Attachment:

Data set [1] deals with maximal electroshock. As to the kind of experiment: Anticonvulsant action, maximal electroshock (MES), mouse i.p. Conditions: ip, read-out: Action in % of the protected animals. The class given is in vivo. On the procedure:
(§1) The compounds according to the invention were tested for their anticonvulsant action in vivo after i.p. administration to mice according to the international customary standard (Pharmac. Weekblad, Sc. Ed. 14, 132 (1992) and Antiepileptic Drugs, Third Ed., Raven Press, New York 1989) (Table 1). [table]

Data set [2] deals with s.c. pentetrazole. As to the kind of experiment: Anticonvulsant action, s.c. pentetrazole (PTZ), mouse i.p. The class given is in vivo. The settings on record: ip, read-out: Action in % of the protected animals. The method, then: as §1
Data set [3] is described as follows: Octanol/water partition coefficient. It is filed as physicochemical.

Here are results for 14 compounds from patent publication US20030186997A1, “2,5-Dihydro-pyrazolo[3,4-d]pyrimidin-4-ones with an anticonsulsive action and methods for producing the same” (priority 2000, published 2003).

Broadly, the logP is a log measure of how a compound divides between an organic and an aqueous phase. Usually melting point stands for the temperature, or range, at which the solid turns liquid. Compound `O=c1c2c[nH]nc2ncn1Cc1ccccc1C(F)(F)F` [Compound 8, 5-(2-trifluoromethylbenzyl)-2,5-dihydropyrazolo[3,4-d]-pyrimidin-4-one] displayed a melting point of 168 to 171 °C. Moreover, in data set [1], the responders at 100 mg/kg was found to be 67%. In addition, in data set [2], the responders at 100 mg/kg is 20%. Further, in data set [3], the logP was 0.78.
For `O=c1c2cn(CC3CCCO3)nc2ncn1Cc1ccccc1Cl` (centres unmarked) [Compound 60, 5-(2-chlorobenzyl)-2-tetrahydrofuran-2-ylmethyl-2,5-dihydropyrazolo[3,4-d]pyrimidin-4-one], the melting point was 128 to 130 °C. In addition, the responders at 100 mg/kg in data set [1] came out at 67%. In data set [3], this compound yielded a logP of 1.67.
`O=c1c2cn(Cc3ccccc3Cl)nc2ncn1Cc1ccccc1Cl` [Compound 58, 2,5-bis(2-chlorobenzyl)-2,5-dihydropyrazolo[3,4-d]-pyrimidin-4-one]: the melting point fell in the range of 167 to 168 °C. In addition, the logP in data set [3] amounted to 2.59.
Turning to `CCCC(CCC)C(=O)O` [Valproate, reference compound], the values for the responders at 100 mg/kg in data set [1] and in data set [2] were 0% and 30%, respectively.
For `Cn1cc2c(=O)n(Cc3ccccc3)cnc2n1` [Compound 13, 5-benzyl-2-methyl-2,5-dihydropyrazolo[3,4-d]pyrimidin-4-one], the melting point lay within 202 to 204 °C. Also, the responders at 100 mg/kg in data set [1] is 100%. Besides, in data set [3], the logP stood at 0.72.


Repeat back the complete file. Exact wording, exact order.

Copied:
Data set [1] deals with maximal electroshock. As to the kind of experiment: Anticonvulsant action, maximal electroshock (MES), mouse i.p. Conditions: ip, read-out: Action in % of the protected animals. The class given is in vivo. On the procedure:
(§1) The compounds according to the invention were tested for their anticonvulsant action in vivo after i.p. administration to mice according to the international customary standard (Pharmac. Weekblad, Sc. Ed. 14, 132 (1992) and Antiepileptic Drugs, Third Ed., Raven Press, New York 1989) (Table 1). [table]

Data set [2] deals with s.c. pentetrazole. As to the kind of experiment: Anticonvulsant action, s.c. pentetrazole (PTZ), mouse i.p. The class given is in vivo. The settings on record: ip, read-out: Action in % of the protected animals. The method, then: as §1
Data set [3] is described as follows: Octanol/water partition coefficient. It is filed as physicochemical.

Here are results for 14 compounds from patent publication US20030186997A1, “2,5-Dihydro-pyrazolo[3,4-d]pyrimidin-4-ones with an anticonsulsive action and methods for producing the same” (priority 2000, published 2003).

Broadly, the logP is a log measure of how a compound divides between an organic and an aqueous phase. Usually melting point stands for the temperature, or range, at which the solid turns liquid. Compound `O=c1c2c[nH]nc2ncn1Cc1ccccc1C(F)(F)F` [Compound 8, 5-(2-trifluoromethylbenzyl)-2,5-dihydropyrazolo[3,4-d]-pyrimidin-4-one] displayed a melting point of 168 to 171 °C. Moreover, in data set [1], the responders at 100 mg/kg was found to be 67%. In addition, in data set [2], the responders at 100 mg/kg is 20%. Further, in data set [3], the logP was 0.78.
For `O=c1c2cn(CC3CCCO3)nc2ncn1Cc1ccccc1Cl` (centres unmarked) [Compound 60, 5-(2-chlorobenzyl)-2-tetrahydrofuran-2-ylmethyl-2,5-dihydropyrazolo[3,4-d]pyrimidin-4-one], the melting point was 128 to 130 °C. In addition, the responders at 100 mg/kg in data set [1] came out at 67%. In data set [3], this compound yielded a logP of 1.67.
`O=c1c2cn(Cc3ccccc3Cl)nc2ncn1Cc1ccccc1Cl` [Compound 58, 2,5-bis(2-chlorobenzyl)-2,5-dihydropyrazolo[3,4-d]-pyrimidin-4-one]: the melting point fell in the range of 167 to 168 °C. In addition, the logP in data set [3] amounted to 2.59.
Turning to `CCCC(CCC)C(=O)O` [Valproate, reference compound], the values for the responders at 100 mg/kg in data set [1] and in data set [2] were 0% and 30%, respectively.
For `Cn1cc2c(=O)n(Cc3ccccc3)cnc2n1` [Compound 13, 5-benzyl-2-methyl-2,5-dihydropyrazolo[3,4-d]pyrimidin-4-one], the melting point lay within 202 to 204 °C. Also, the responders at 100 mg/kg in data set [1] is 100%. Besides, in data set [3], the logP stood at 0.72.